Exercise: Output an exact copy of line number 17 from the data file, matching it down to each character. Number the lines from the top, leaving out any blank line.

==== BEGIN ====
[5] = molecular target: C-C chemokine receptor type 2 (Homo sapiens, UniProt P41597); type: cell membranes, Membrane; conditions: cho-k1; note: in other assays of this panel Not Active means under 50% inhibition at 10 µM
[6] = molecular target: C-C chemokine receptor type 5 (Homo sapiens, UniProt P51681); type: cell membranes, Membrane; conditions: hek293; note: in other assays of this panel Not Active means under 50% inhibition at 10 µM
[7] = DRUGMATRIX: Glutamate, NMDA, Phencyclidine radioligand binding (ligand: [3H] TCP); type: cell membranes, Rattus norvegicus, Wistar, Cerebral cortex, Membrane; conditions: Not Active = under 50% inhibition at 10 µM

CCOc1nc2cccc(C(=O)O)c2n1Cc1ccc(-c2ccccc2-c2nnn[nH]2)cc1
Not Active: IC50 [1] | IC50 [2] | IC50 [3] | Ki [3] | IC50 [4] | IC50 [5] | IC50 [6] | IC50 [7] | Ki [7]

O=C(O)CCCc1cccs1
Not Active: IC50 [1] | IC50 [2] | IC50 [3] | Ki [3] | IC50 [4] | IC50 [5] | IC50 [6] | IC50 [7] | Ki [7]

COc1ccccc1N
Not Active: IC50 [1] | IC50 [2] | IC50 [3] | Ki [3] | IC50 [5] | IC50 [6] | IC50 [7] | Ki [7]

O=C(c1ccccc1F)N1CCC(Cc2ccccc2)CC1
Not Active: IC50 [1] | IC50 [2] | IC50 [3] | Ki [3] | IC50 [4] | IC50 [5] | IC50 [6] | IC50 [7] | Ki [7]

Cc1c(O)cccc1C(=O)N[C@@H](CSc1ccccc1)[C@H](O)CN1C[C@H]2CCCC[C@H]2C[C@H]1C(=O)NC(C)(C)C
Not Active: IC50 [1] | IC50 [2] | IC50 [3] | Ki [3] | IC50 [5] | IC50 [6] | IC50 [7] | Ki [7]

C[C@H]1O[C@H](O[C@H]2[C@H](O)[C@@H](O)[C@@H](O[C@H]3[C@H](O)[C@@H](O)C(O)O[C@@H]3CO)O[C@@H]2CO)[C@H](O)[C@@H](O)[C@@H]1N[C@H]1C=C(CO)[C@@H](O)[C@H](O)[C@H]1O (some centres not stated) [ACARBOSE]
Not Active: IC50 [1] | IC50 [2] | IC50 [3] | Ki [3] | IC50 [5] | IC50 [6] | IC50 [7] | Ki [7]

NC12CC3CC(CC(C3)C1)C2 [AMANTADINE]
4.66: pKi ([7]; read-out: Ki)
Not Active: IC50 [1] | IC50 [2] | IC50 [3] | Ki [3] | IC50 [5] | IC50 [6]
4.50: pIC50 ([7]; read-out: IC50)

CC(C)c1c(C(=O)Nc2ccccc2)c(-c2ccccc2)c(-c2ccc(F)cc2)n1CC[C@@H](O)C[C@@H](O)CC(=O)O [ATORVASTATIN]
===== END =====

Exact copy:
4.66: pKi ([7]; read-out: Ki)